Guest Editorial: Resolution of censure raises questions of competency on multiple fronts

By Ian Perrotta
The resolution of censure passed against me by the Hamtramck City Council – and the subsequent coverage (or lack thereof) by The Hamtramck Review – marks a low point in my time serving this great city.
First and foremost, the resolution of censure was not passed for the betterment of the city. Rather, it was a blatant attempt to sully my reputation. The resolution was completely unnecessary and only serves those individuals who wish to harm my standing in the community and limit my future professional opportunities.
The members of city council who passed this resolution failed to recognize that passing it will undoubtedly bring ridicule and scorn to Hamtramck. The lack of competence displayed by the passage of this resolution is astounding and is likely to jeopardize future projects that would otherwise be easily achieved.
Second, the fact that this resolution seeks to reprimand me for statements made to the media in 2017 by admonishing me in 2019 to “guard against making such … remarks in the future” raises serious constitutional questions regarding the governmental limitation of my right to the freedom of speech.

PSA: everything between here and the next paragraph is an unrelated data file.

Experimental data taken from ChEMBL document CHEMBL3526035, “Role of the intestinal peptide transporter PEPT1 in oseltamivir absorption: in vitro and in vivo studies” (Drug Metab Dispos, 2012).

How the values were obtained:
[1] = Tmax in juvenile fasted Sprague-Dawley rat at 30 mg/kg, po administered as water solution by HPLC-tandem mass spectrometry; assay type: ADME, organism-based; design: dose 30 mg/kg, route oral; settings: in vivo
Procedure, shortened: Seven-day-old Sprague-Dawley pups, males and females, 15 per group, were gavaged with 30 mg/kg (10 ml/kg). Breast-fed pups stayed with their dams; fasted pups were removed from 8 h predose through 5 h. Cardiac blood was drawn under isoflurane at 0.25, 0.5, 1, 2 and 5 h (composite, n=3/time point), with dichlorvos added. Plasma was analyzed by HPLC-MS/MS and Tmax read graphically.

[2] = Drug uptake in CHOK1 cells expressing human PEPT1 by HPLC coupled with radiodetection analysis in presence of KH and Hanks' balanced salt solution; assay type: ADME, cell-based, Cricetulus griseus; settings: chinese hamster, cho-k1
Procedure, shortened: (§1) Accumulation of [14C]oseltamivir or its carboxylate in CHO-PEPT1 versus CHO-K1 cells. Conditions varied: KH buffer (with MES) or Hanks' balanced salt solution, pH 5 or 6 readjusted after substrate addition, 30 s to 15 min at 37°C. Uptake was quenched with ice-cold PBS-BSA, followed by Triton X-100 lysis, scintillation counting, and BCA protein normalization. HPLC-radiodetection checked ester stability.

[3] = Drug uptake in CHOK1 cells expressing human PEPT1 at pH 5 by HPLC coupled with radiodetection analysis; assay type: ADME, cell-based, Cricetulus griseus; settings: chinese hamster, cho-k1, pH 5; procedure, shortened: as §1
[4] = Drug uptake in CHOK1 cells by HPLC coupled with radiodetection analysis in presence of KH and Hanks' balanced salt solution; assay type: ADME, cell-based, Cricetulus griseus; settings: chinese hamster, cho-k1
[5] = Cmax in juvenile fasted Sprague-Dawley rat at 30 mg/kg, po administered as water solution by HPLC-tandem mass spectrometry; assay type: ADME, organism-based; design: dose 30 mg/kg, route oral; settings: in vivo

Third, this resolution raises questions about the city attorney’s objectivity. The original version of this resolution was written by the now city attorney in 2017 prior to him obtaining his current employment contract with the city, and this current resolution references events in which the city attorney was directly involved.
As such, he should have recused himself from being involved with this resolution. Alternatively, if he was not involved in creating this version of the resolution he should have urged the council to be judicious with its actions – something he did not do, despite multiple people providing reasons this resolution could have significant legal consequences.